Fazed by the high costs of houses and apartments and their upkeep, plus rising mortgages, more Americans are renting rather than buying properties like never before, Fortune magazine reports.
Forty-three million families in the U.S. are now living in apartments, the highest level in 50 years, according to a report from RentCafe. Included in this group are 3,381 millionaire households now renting where they live, triple the number between 2015 and 2020.
Upper-middle and high-income households, those making $150,000 or more a year, that rent are up 82% — the largest jump in any income bracket.
Home prices in cities and bedroom communities that attract the well-educated and well-paid, are 29% more expensive than in other regions of the country.
This is prompting high earners to invest their money elsewhere and to prefer flexible one-year leases to home ownership, so they can pick up and move more easily for better career opportunities.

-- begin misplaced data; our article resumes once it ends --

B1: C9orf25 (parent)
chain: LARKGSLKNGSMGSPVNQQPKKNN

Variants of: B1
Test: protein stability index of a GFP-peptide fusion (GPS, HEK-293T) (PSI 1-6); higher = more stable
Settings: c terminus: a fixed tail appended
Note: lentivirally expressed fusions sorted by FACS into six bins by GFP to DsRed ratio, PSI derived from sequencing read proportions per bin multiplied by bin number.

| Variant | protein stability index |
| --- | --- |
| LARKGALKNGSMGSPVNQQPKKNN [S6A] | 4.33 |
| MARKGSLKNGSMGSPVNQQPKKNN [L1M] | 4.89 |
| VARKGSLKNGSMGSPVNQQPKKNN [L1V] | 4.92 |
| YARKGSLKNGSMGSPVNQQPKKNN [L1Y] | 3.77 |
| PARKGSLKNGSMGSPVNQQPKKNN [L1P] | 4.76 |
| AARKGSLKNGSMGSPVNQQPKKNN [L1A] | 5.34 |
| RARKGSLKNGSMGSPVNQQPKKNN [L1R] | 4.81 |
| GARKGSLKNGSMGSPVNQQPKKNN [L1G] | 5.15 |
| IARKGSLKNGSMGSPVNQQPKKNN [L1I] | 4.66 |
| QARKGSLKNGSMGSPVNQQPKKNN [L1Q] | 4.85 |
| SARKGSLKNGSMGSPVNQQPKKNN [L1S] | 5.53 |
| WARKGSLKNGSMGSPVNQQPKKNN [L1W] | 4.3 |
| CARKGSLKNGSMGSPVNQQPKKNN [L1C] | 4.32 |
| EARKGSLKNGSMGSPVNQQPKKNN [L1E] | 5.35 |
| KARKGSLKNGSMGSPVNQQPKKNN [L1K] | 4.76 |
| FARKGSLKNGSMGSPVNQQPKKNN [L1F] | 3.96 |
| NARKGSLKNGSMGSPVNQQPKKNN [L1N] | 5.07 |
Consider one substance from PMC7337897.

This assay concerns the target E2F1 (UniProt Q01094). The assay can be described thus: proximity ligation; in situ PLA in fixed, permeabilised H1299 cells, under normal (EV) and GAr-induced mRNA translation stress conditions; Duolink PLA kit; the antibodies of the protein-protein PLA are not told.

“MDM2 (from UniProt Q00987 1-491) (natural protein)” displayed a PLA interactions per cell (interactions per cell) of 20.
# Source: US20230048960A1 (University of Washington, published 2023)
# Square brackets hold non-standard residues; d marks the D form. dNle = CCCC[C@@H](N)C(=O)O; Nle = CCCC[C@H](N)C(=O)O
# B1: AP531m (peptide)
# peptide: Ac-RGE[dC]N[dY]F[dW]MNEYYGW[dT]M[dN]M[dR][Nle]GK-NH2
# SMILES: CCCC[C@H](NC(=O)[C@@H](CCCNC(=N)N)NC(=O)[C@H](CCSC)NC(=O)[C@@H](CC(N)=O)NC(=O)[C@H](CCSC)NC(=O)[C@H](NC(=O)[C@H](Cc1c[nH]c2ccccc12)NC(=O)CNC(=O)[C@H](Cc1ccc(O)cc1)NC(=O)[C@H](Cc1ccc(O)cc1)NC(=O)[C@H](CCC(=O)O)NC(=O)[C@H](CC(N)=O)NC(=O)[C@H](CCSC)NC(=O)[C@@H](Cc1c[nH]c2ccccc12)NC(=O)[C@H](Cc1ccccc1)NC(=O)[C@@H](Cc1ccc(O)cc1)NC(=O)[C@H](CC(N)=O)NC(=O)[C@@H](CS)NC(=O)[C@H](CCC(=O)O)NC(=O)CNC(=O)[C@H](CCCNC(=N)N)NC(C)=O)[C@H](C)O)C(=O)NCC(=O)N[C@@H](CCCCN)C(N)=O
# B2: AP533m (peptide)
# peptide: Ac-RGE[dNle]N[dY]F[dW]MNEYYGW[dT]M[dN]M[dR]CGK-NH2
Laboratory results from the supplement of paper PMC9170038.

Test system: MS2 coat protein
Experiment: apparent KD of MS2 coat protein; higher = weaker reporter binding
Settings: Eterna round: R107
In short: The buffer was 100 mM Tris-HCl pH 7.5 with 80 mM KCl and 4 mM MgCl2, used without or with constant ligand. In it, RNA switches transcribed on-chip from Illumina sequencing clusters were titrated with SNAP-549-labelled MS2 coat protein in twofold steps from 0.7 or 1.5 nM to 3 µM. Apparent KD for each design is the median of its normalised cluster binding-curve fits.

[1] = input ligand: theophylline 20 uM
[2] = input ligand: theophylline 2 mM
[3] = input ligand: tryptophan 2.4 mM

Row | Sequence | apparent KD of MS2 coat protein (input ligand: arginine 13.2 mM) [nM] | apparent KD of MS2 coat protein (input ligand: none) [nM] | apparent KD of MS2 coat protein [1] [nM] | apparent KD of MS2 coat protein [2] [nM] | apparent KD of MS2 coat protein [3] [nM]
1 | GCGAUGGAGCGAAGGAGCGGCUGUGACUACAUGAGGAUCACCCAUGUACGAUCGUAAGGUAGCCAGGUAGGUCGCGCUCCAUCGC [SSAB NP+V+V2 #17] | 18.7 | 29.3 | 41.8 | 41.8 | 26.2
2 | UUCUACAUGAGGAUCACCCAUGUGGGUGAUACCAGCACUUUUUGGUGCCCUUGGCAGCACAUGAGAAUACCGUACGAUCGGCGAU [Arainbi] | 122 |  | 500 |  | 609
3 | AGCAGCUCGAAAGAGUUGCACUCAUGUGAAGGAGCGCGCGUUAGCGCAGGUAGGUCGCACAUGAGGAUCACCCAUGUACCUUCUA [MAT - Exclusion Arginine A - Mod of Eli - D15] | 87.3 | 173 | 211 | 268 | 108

Furthermore, nearly 50% of Millennials are averse to debt, including mortgages, which could explain why 28% of this demographic group rent where they live as opposed to own it.
“Some high earners, including some millionaires, prefer to funnel their cash into other types of assets that hold value,” according to RentCafe.
With more well-paid people renting in cities on the East and West coasts, finding a nice rental in places like New York and San Francisco has become super competitive — and this has led to higher rents.
However, rents for one- and two-bedroom apartments in major cities are beginning to come down, according to Zumper.
“Rental demand is still relatively high, thanks to chronic undersupply in most markets, plus many people opting out of the buying process,” says Zumper CEO Anthemos Georgiades. “Asking rent prices will likely continue flattening, but don’t expect them to come to a skidding halt.”
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